Geoengineering techniques and what does volcanic activity tell us?
Convener: Olivier Boucher  | Co-Conveners: Hauke Schmidt , Simone Tilmes , Claudia Timmreck 
Oral Programme
 / Mon, 04 Apr, 13:30–15:00  / Room 17
Poster Programme
 / Attendance Mon, 04 Apr, 17:30–19:00  / Display Mon, 04 Apr, 08:00–19:30  / Hall XL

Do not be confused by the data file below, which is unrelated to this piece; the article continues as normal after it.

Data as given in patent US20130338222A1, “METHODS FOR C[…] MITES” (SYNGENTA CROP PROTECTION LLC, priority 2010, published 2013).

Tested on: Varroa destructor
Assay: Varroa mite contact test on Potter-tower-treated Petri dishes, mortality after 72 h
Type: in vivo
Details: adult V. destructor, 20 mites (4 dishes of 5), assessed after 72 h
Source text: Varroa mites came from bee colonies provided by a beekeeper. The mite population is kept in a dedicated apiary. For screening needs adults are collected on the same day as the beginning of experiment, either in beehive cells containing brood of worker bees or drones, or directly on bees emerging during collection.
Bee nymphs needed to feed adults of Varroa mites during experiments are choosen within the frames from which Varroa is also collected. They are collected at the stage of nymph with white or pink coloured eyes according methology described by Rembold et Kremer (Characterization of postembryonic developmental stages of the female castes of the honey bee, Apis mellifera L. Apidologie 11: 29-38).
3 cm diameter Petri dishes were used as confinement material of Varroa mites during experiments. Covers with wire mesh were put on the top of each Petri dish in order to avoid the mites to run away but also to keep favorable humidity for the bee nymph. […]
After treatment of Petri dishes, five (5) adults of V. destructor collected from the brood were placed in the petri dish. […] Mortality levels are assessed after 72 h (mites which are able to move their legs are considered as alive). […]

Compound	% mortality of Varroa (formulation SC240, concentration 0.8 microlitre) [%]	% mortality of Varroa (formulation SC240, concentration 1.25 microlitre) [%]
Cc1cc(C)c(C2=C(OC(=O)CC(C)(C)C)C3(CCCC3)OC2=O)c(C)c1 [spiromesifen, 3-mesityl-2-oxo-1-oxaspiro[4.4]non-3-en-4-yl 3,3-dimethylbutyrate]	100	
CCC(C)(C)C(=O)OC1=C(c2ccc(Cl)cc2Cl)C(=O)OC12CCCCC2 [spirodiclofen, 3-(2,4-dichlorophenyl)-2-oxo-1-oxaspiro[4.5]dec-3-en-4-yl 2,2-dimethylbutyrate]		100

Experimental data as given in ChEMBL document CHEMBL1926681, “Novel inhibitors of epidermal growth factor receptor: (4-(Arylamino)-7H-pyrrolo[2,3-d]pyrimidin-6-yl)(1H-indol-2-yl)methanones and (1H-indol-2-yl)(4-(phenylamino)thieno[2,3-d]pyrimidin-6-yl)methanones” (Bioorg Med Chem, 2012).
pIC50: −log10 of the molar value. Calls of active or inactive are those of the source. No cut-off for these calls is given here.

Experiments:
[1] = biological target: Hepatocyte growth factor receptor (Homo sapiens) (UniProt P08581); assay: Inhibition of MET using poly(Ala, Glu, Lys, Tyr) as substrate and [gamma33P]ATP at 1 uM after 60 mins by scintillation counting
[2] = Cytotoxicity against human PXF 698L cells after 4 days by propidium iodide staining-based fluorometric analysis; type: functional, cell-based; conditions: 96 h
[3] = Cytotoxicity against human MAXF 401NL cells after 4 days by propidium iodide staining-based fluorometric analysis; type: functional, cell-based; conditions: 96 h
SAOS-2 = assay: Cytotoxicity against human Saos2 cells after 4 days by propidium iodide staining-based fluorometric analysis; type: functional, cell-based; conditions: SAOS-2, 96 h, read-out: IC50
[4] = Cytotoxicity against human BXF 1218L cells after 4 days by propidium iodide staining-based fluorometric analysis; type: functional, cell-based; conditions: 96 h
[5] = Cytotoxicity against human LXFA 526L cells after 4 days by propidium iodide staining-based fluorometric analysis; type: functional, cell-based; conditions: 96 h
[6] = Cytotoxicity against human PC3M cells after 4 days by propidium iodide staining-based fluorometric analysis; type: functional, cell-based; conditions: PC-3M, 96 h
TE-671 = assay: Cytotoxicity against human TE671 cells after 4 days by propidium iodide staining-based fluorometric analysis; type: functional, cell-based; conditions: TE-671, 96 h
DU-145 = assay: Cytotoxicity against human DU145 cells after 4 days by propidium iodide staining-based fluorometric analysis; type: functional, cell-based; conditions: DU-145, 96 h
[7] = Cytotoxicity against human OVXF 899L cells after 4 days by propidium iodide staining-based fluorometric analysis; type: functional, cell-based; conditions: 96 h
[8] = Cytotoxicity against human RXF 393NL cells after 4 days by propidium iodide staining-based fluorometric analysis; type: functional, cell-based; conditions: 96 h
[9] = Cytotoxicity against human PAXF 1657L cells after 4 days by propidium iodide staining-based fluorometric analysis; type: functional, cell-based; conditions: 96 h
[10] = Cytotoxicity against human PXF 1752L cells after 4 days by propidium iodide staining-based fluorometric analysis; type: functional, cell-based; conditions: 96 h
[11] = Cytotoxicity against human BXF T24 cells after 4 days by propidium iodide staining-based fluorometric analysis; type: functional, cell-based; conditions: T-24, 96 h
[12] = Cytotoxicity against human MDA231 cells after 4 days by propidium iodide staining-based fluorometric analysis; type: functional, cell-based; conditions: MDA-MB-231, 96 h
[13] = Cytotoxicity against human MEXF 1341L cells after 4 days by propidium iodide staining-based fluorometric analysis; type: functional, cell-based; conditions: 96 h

Geoengineering schemes have been proposed to temporarily counteract global warming, as nations work to implement mitigation strategies based on reductions in greenhouse gas emissions. Examples include the injection of reflective aerosols into the lower stratosphere, seeding of marine clouds to modify their albedo, and placement of mirrors beyond the atmosphere to deflect incoming sunlight. While this session covers all so-called management techniques of the Earth’s radiative budget via processes internal or external to the atmosphere, special emphasis is placed on stratospheric aerosols and the climate impact of volcanic eruptions. Large volcanic eruptions are indeed considered as a natural albeit imperfect anolog for stratospheric aerosol injection. The impact of volcanic eruptions, their influence on atmospheric and ocean chemistry and dynamics as well as on the hydrological and carbon cycle and on vegetation are of high relevance to the session. This session also invites papers describing the most recent scientific and engineering results on global radiation control strategies. Particularly sought are objective and scientifically sound papers describing the feasibility, effectiveness, unintended consequences, risks, costs, and the ethical and political dimensions of global radiation intervention. Authors are encouraged to consider all of the local, regional and global impacts, including predictions of changes in climatological, biological, and socio-economical parameters. Presentations of well-developed designs for laboratory or field experiments relevant as well as data analysis and in-situ and remotes sensing techniques to the topics outlined above are also welcome.